Devils dog women on streets: India hangs its head in shame
To the images of the charred remains of a young woman, raped and murdered, countless Indians woke up this morning with a sense of having failed their nation, and no less their popular prime minister Narendra Modi.
Dr Priyanka Reddy was out on her work as a vet in the outskirts of Hyderabad when her motorbike went bust and she fell prey to evil eyes of men around her with no route of escape left for her modesty and life. All of India’s gains on women in recent years, personally for me, were put to flames.
Four years ago, Modi had launched a scheme for girls, appropriately in northern state of Haryana which suffers from a skewed gender ratio and where women must largely look after home and hearth and little else. “The prime minister of this country has come to you like a beggar, begging for the lives of our daughters,” Modi had implored.
India and its wonder women
Flip through the newspages of last six years and you would have countless tales of Indian women world champions, two of them—Saina Nehwal and Sania Mirza—from the very city of Hyderabad which today hangs its head in shame. You would find women who scaled Mt. Everest on one leg; the youngest ever to swim to record in icy Antarctic waters; grandmasters in chess; squash unbeatables; reigning amateur world boxing champion for six years; authors who are internationally acclaimed; women scientists who are today the backbone of India’s space research programme, the envy of the world.
The same pages have stories of horrendous rapes and experts pontificating on lesser numbers, lesser jobs, lesser education, less convictions, open defecation, female feticide etc as reasons for such violations. You have television debates, possibly a candlelight marches with sombre faces on Capital’s brightest thoroughfares, with the best expressions saved for news cameras which, given the luck, could place you in morning’s edition. None of them seek or reflect to a basic question which Modi asks his citizens: “How could you possibly ask for an educated daughter-in-law when you snatch books from the hands of your own young daughters?”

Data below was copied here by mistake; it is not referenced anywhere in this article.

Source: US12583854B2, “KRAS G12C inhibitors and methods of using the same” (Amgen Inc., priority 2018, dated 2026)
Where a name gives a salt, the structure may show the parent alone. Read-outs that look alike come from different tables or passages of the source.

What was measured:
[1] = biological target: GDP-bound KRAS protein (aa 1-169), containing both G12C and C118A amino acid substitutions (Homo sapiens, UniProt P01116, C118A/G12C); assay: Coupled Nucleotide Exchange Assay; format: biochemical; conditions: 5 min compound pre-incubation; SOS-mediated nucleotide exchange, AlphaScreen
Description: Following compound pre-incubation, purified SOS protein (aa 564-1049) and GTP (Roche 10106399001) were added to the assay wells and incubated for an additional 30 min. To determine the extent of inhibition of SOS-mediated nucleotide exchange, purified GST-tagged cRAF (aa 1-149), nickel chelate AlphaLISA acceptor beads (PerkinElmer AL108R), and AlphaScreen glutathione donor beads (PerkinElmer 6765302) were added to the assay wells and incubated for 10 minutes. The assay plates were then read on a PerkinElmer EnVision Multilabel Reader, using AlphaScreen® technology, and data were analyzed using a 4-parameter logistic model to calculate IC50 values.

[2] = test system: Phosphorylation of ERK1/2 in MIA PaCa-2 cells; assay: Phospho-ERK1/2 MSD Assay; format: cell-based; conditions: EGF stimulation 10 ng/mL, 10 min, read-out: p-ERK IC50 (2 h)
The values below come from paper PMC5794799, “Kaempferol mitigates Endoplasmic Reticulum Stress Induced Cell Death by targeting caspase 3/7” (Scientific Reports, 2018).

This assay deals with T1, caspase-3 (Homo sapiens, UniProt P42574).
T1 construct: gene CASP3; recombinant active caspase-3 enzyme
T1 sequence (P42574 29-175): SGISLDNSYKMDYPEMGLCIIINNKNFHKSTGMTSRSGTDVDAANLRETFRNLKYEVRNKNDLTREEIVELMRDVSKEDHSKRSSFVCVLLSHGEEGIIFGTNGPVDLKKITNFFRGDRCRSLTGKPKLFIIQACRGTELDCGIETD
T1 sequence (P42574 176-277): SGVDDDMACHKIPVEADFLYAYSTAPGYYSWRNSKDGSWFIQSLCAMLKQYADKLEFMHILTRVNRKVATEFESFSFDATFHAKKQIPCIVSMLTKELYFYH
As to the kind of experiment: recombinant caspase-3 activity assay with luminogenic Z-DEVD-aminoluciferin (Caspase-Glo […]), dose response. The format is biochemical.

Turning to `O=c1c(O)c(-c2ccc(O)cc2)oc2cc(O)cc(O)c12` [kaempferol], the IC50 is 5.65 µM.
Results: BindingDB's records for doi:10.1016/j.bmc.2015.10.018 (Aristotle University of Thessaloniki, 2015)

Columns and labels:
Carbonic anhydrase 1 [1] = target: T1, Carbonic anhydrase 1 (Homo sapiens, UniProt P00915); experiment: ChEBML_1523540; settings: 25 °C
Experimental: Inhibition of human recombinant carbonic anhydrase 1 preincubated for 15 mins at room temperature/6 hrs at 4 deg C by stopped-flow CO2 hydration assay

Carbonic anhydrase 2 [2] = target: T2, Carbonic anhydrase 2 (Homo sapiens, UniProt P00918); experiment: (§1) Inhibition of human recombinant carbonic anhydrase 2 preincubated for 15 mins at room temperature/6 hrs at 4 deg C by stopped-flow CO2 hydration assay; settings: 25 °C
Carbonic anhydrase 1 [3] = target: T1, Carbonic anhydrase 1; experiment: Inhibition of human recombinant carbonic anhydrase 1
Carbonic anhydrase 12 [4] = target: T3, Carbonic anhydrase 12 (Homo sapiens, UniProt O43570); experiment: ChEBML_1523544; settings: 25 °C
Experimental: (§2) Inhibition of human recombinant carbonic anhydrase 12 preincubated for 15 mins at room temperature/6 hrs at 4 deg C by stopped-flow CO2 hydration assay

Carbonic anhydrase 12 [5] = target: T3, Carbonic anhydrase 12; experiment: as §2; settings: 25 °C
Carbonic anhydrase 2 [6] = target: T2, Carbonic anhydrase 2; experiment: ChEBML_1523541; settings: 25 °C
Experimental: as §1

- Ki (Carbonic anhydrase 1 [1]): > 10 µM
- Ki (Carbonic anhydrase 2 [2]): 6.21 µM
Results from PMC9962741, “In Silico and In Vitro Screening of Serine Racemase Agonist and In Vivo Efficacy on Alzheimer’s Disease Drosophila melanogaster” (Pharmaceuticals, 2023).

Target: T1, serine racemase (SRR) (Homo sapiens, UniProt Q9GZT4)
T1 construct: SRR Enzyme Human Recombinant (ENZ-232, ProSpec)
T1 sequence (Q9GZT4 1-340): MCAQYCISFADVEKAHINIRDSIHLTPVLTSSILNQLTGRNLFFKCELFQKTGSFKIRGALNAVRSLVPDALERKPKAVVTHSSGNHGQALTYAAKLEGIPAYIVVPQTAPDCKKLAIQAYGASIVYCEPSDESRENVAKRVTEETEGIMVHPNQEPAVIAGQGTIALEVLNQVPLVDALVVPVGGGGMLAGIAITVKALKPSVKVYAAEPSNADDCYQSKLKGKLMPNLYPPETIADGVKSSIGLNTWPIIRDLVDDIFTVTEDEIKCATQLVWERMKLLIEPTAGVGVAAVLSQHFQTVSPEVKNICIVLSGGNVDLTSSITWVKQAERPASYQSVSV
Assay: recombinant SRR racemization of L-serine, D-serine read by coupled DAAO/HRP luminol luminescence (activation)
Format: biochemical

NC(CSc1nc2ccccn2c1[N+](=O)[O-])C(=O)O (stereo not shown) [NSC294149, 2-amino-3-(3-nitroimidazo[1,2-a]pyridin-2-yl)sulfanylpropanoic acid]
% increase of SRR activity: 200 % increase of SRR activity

Best examples of such a belief are apparently lost on a society where women are not only seen as an object of sex but also one for power and dominance. Modi’s cabinet has six women ministers, women as capable as Ms Nirmala Sitharaman who could be a defence minister one day and a finance minister the next. The present Indian parliament has 78 women MPs, the highest-ever since independence. An inspirational movie crafted on Indian women wrestlers had the world swooning, like in China where it logged US $191 million on box office. Yet tales of savagery and barbarism against the fairer sex abound in India.
The evidence is out there, every living minute of your daily existence. You ride a bus and see women being groped with abandon, wolf whistles accompanying your daughter long after they have turned the corner, lewd remarks in cafes etc. The sanctity to such obnoxious behaviour could come from men in the highest echelon of the society: Like a former Defence Minister who cautioned young girls against revealing dresses for “boys, after all are boys.”
A tale of two Indias living side by side
Today, there are two Indias living side by side. One has the horrid face of centuries where women are mere extension of a man’s needs, managing kids and kitchen only, and dare they think about selves. Other India has women reaching out to the skies, as strong in mind and body as men, egged by their progressive families and lauded in the neighbourhood.
Then there are some like me who fall in between. Father of two educated but unmarried daughters, I once damned my luck with the words: “Man, I feel raped.” My two lovelies gave me a look I would never forget. They felt belittled and humiliated—and made sure I did too.
An average Indian family has always preferred baby-boys to girls. For a long time, policy-makers ignored this mindset. Such an India needs an open debate, a sustained dialogue so as the two Indias could live in harmony and safely. Skewed gender ratio leaves the society with more men and fewer women, a recipe for violence and domestic instability.
India could probably learn from China which culturally has a similar preference for baby-boys yet the other extreme is rare. Punishment is a suitable deterrent. India perhaps needs to look at its laws and the speed at which justice is arrived at for the offenders.
(This is a reprint from rt.com).
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